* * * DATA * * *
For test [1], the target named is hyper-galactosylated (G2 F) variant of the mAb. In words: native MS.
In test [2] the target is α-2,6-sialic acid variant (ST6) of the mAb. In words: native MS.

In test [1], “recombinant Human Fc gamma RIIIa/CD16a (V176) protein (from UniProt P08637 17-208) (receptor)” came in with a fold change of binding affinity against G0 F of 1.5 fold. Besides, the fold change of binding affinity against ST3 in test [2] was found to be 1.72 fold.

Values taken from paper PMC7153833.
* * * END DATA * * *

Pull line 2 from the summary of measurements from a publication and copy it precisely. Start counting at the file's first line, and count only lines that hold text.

In test [2] the target is α-2,6-sialic acid variant (ST6) of the mAb. In words: native MS.